Local Heart, Global Soul

January 9, 2016

500 Years And Many Of The Meanings Are Still A Mystery…

(photograph © Kiwidutch)

(photograph © Kiwidutch)

It seems like I have all the time in the world and none at all.

Simple tasks take me a ridiculous amount of time and wear me out, and with low concentration I often make stupid mistakes that mean things need to be done again.

I’m a “doer” in character so find the days where I just don’t get anything done a total frustration, but I also realise that if I’m taking extra pain relief that causes drowsiness to get on top of pain that refuses to subside, that staying awake is a near impossibility and I would drop where I stood if I didn’t go lay down.

I’ve fallen asleep countless times on the sofa whilst trying to do a simple sitting down task, I’ve also napped in waiting rooms and a few times even whilst seated on the loo!

It took me weeks to write my Christmas newsletter and even longer to put labels on envelopes and send them. It’s the first time ever that I’ve been so behind that I sent them in the first week of the New Year! I’m hoping that recipients will forgive me and say “better late than never”. Himself went out for stamps and because the postal shop didn’t have enough of the denomination for International postage, got a lower denomination that I could use two of instead. Having studied Art History and Practical Art I was delighted to see that the stamps he bought home were in celebration of the 500th Anniversary of The Dutch artist known as Jheronimus Bosch.

(photograph © Kiwidutch)

(photograph © Kiwidutch)

Wikipedia (links below) tells us: “Hieronymus Bosch was born Jheronimus (or Joen,respectively the Latin and Middle Dutch form of the name “Jerome”) van Aken (meaning “from Aachen”). He signed a number of his paintings as Jheronimus Bosch. The name derives from his birthplace, ‘s-Hertogenbosch, which is commonly called “Den Bosch” (‘the forest’).

Little is known of Bosch’s life or training. Bosch’s date of birth has not been determined with certainty but is estimated at c. 1450 on the basis of a hand drawn portrait (which may be a self-portrait) made shortly before his death in 1516. The drawing shows the artist at an advanced age, probably in his late sixties.

Bosch was born and lived all his life in and near ‘s-Hertogenbosch, a city in the Duchy of Brabant. His grandfather, Jan van Aken (died 1454), was a painter and is first mentioned in records in 1430. It is known that Jan had five sons, four of whom were also painters. In 1463, 4,000 houses in the town were destroyed by a catastrophic fire, which the then (approximately) 13-year-old Bosch presumably witnessed.  He became a popular painter in his lifetime and often received commissions from abroad. In 1488 he joined the highly respected Brotherhood of Our Lady, an arch-conservative religious group of some 40 influential citizens of ‘s-Hertogenbosch, and 7,000 ‘outer-members’ from around Europe.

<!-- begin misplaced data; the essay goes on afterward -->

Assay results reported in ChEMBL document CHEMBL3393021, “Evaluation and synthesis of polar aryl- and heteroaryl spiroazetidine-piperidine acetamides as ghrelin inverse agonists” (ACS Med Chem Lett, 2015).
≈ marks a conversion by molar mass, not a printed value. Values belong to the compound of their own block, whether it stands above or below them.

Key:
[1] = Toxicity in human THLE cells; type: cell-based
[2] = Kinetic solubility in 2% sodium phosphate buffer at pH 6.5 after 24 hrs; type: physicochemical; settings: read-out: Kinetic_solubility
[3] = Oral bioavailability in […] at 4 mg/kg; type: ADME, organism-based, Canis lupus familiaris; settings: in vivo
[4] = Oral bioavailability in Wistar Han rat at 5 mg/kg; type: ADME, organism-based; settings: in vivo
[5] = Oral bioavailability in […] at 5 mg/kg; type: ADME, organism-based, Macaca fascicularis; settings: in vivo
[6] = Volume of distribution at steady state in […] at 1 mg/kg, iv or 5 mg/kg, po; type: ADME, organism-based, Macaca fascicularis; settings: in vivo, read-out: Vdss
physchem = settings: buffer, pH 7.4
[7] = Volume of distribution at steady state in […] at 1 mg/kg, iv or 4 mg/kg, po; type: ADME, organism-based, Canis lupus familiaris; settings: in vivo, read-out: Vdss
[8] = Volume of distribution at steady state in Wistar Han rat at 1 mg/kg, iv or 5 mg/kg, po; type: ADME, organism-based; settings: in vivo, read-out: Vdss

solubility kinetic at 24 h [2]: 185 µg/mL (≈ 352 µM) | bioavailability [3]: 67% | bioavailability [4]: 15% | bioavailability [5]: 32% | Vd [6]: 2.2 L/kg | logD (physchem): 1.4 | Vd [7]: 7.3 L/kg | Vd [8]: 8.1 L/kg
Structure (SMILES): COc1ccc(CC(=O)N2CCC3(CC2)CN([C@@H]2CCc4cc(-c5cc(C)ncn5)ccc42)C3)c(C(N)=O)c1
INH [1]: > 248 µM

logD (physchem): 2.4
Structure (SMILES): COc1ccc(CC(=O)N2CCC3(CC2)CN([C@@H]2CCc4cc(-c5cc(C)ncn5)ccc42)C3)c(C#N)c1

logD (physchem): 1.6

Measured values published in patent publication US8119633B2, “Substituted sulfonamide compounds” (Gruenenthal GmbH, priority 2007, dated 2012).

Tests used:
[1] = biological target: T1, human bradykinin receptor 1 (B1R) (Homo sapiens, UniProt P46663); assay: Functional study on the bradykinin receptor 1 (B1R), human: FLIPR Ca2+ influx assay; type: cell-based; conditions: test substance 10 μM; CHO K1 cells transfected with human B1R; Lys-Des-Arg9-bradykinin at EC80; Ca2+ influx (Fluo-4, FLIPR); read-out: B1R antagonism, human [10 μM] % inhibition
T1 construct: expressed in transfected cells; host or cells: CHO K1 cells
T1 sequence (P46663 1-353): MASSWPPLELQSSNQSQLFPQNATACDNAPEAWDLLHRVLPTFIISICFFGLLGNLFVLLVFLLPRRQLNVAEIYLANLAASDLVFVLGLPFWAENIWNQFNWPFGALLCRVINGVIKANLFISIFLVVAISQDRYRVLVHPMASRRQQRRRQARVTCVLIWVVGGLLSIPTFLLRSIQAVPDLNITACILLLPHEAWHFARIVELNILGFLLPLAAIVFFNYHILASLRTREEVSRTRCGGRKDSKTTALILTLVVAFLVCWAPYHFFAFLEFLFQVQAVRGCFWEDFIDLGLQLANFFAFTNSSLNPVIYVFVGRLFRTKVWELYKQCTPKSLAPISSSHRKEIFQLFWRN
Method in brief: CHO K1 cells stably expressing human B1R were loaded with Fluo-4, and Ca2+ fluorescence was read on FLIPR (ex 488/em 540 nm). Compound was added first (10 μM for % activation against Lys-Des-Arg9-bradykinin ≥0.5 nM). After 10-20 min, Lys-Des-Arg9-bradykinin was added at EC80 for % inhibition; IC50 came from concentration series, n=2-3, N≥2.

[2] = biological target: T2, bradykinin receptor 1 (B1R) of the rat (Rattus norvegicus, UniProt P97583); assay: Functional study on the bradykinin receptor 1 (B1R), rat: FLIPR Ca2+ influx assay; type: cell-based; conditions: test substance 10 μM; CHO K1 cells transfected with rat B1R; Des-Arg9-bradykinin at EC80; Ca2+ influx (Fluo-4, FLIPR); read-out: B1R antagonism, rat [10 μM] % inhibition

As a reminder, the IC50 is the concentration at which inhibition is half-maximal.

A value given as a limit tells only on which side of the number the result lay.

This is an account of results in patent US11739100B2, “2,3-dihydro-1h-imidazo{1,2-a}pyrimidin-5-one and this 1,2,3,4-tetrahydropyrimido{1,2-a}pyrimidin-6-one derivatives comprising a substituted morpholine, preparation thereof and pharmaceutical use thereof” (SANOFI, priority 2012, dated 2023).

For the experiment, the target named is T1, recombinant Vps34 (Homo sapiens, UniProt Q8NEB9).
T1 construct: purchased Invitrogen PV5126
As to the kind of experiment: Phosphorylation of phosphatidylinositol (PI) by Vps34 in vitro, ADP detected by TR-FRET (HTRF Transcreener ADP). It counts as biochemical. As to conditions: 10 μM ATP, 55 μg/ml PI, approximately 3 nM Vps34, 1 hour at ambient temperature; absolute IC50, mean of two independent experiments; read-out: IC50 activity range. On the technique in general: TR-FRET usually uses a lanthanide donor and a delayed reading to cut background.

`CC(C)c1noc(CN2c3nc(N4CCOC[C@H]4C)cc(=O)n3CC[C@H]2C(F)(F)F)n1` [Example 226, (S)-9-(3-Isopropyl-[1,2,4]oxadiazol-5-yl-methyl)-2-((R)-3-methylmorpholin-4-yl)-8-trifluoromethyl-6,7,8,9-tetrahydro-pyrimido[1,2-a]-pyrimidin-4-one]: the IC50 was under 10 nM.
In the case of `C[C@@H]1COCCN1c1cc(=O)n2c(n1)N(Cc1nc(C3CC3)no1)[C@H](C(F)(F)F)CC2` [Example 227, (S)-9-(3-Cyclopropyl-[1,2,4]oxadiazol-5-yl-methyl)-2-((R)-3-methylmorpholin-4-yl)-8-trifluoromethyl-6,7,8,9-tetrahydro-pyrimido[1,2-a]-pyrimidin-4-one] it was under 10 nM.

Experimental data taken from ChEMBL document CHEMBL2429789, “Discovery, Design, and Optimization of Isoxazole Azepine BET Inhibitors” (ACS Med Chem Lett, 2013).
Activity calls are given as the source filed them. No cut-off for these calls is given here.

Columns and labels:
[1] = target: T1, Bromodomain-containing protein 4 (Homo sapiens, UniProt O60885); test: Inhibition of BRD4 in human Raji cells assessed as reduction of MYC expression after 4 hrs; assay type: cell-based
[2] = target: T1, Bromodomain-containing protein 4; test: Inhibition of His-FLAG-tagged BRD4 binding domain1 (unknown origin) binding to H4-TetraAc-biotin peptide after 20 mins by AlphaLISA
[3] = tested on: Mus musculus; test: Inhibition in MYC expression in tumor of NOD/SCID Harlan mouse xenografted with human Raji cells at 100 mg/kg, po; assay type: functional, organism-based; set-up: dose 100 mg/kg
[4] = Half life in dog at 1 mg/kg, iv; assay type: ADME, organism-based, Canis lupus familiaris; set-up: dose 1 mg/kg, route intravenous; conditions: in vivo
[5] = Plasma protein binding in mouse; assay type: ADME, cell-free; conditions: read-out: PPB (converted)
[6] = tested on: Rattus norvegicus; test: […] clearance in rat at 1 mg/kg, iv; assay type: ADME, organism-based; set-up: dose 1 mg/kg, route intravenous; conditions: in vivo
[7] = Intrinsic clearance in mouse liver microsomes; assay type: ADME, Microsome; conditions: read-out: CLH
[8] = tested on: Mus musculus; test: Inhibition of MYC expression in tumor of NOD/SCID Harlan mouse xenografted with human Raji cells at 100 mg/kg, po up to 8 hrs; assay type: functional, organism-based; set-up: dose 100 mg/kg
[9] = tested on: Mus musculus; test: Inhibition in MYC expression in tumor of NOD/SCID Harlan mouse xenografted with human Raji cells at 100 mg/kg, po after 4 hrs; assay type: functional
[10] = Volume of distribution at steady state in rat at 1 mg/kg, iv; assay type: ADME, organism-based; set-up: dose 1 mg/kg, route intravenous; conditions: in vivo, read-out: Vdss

Sometime between 1479 and 1481, Bosch married Aleyt Goyaerts van den Meerveen. The couple moved to the nearby town of Oirschot, into an inherited house and land from her wealthy family. An entry in the accounts of the Brotherhood of Our Lady, records Bosch’s death in 1516.

Bosch produced at least sixteen triptychs, of which eight are fully intact, and another five in fragments. His most famous triptych is the “The Garden of Earthly Delights”. These stamps however, depict not his most famous painting but another famous triptych, a part of the central secton of “The Haywain Triptych“.

Much debate goes on between scholars when interpreting the meaning behind Bosch’s works, some using modern day interpretations and others arguing for interpretations that would have been relevant and imagery known in Bosch’s time.
I have used some of these stamps on my Christmas correspondence, and included the text that went with each one… of course no single letter had the complete set of stamps and only my Father was in the International posting pile who reads Dutch, so I have done my best to translate each of the texts here below (with the corresponding Dutch so that people will see which piece they have and how the stamps fit together with one another).

(photograph © Kiwidutch)

(photograph © Kiwidutch)

What is undisputed is that Bosch was very concerned with the issues of morality: greed, corruption and the worthlessness of earthly wealth… Let’s see what the Stamp texts tell us and try and draw our own conclusions:

” 500 JAAR JHERONIMUS BOSCH.

Heel 2016 wordt herdacht dat de geniale schilder in 1516 stierf te ‘s-Hertogenbosch. Zijn fantasie en vebeeldingkracht zijn evolutionair en inspirerend tot in onze tijd.

“De Hooiwagen” schilderde hij tegen het eind van zijn leven. Dit drieluik is onderdeel van de tentoonstelling Jheronimus Bosch – Visioenen van en genie in Het Noordbrabants Museum, hoogepunt in het herdenkingjaar.”

500 YEARS Hieronymus Bosch.
Throughout 2016 we commemorate the genius painter who died in 1516 in ‘s-Hertogenbosch. His fantasy and imagination are evolutionary and inspiring even in our time. “The Haywain Triptych” was painted by him towards the end of his life. This triptych is part of the exhibition Hieronymus Bosch – Visions of genius and located in the Noordbrabants Museum, is a high point in his commemorative year.

(photograph © Kiwidutch)

(photograph © Kiwidutch)

“Bosch schildert een menigte mensen die waardeloos hooi najagen. Een kreupele pelgrim heeft het al te paaken. Zijn vrouw bidt dat goed zal aflopen voor hen en hun kind.”

Bosch depicts a crowd of people chasing worthless hay that has no value. A crippled pilgrim has already grabbed some hay. His wife prays that all will end well for them and their child.

“Iedereen probeert wat hooi te bemachtigen terwijl de wagen verder rijdt. Bosch laat zien dat hebzucht mensen agressief maakt en dat kan zelfs tot moord en doodslag leiden.”